And re: the seder of your blog, it's ma'alah -- not a chisaron! Always keeping it interesting!

  8. barzilai - how to you generalize from one contradicting braysa to a universal? and why does rov not establish what you call "popular agreement" in step #2?

  9. We can certainly agree that there are hashkofos that are definitive of what we, as religious Jews, believe. What are these hashkofos, then? What comprises "Hashkofos that are definitive to Orthodox Judaism"? If there are indeed underlying, fundamental hashkofos that are essential to defining what Judaism is, it is fair to say that if all the tannaim agreed on something, it is no longer subject to argument. Yes, Rav and Rav Yochanan could argue on tannaim. I don't know why some gemoros say that they can and some do not avail themselves of that teretz. But certainly if a Rishon would say that although all tannaim hold one way, I hold another way, we would demote him to "seforim chitzonim." The Rambam's Sheidim and kishuf thing is close to an example. But even he implied that the Tannaim and Amoraim knew it was nonsense but that they didn't feel it was worth disabusing the common man of an innocuous belief that can generate yir'as shomayim and encourage turning to God in tefillah, like the seifer refu'os story of Chizkiahu.

  10. Fascinating discussion. As you know, the implications of this tiyuvta are far reaching - the Rambam certainly seems to ignore it in the Moreh Nevuchim, for example.

    Yet Tosafot bring it down l'halacha in Masechet Berachot, where they cite opinions that the language of the Birkat Hamazon in a Bet Evel should be altered to reflect the opinion that "yesh mita belo het."

    Meiri in Masechet Shabbat, while agreeing with the Rambam on a philosophical plane, concurs with Tosafot that this is not the position of the Gemara according to the simple meaning of the text. Therefore, he states that in matters of iqrei emunah we need not feel bound by aggadic statements.

    The interesting thing is that, logically, the Gemara only refuted half the maamar - what does this imply about the other half? Although Tosafot clearly understands the Gemara as rejecting the entirety of the statement - even the part not impacted by the specific disproof -this is not the opinion of Ramban, as noted above.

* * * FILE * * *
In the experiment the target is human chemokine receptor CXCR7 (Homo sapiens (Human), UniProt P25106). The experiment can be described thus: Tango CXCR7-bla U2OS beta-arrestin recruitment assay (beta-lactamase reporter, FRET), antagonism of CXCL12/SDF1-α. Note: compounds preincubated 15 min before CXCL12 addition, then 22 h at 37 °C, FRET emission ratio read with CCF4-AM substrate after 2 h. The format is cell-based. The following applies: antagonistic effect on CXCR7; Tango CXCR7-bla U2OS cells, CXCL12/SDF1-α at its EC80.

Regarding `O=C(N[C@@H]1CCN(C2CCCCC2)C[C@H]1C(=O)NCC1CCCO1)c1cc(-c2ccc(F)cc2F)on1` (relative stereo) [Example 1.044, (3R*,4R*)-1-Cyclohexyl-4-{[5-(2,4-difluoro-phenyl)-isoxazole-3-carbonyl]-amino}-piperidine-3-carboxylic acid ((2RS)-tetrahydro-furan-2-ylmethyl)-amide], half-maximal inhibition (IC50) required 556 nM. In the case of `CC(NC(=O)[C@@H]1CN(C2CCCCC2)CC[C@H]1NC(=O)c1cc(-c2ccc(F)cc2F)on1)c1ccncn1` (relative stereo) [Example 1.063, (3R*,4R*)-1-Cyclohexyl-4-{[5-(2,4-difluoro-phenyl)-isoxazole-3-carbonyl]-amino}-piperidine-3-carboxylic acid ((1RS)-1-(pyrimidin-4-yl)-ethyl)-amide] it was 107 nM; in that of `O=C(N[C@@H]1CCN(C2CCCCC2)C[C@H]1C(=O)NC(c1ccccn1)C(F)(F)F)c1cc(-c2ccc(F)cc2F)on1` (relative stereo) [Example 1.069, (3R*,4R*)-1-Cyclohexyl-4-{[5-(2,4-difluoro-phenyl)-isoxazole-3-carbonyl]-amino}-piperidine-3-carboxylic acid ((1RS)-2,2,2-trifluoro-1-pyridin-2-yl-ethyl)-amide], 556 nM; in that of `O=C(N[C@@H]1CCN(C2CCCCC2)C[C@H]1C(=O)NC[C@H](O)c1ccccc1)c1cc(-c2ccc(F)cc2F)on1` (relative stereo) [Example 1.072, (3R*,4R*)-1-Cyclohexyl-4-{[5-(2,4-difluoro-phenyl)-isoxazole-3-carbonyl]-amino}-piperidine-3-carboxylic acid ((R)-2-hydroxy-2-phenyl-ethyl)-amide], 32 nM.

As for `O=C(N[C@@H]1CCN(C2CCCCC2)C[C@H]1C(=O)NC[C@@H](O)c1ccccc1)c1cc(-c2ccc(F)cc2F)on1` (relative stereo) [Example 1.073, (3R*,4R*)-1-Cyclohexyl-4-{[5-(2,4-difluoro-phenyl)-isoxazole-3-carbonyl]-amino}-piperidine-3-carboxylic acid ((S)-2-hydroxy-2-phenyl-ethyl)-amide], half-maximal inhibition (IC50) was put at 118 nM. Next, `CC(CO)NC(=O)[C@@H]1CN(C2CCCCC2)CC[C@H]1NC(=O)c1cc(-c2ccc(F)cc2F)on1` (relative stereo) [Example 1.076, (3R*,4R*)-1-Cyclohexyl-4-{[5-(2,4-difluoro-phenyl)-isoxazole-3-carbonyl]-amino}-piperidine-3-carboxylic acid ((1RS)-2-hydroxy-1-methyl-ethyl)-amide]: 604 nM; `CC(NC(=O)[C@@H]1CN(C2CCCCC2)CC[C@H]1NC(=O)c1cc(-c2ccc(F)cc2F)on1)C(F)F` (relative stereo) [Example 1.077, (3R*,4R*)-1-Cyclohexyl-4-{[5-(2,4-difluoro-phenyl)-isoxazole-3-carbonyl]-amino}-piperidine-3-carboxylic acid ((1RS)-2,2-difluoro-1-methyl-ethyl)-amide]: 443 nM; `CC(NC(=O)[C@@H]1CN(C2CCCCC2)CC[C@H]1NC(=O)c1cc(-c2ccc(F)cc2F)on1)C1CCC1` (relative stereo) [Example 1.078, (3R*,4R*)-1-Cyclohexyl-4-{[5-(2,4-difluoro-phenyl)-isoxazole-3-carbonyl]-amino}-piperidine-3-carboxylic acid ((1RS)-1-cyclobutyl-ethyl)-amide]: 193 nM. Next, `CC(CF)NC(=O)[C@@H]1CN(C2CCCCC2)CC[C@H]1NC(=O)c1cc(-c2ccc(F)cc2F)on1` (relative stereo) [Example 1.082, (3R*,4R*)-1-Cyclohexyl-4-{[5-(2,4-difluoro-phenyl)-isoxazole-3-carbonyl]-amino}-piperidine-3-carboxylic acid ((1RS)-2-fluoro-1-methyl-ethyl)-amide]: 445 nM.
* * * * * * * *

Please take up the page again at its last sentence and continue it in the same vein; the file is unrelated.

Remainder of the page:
Fascinatingly, there is another case of a similar phenomenon in the beginning of Masechet Menahot, Daf Dalet, where one part of a two-part memra is refuted, and the Rishonim argue as to the implications of this refutation for the "untouched" half of the statement.

    Specifically, Rav holds that the Qorban Haomer, Asham Nazir and Asham Metsora are all invalidated by improper intent. The Gemara on Daf Hei clearly disproves Rav's opinion regarding Asham Metsora, and concludes with a "tiyuvta".

    Nonetheless, the Rambam upholds Rav's statement regarding Qorban Haomer, as does Bartenura in the Mishna. Tosefot Yom Tov on the first Mishnah in Zevahim points out this disparity and, if memory serves, he contrasts it with the approaches taken in other Rishonim.

    Apparently, then, there is some methodological consistency here in terms of the derech of Gemara interpretation in these unusual situations, and it may have nothing to do with the hashqafa/halacha dichotomy.

  11. Anonymous4:00 PM

    "While on the topic, Rashi’s writes (Brachos 5) that yisurim shel ahavah are brought on a tzadik to increase merit, not in response to any sin of the tzadik."

    Rashi says this in brachas 5a, but in brachos 5b d"h d'havu lehu banim vameysu, he says havu lehu yesurin shel ahava *she'ha'avelus mechaperes al avonosov*

    Do you understand this?

  12. Do you understand this?

    I don't think Rashi on 5a is defining Yissurin Shel Ahavah as necessarily w/o sin. This is not only contradicted by Rashi on 5b, but also renders the Gemara's question regarding Negaim ("They aren't Yissurim Shel Ahavah? But it says they are a Mizbach Kaparah!) very difficult, since they are Mamash the opposite.

    I think Rashi on 5a means that one type of Yisurin Shel Ahavah is without sin. When there are no Aveiros and no Bitul Torah, he can be sure that it is Yisurin Shel Ahavah. Otherwise, you don't know - not that it is for sure not.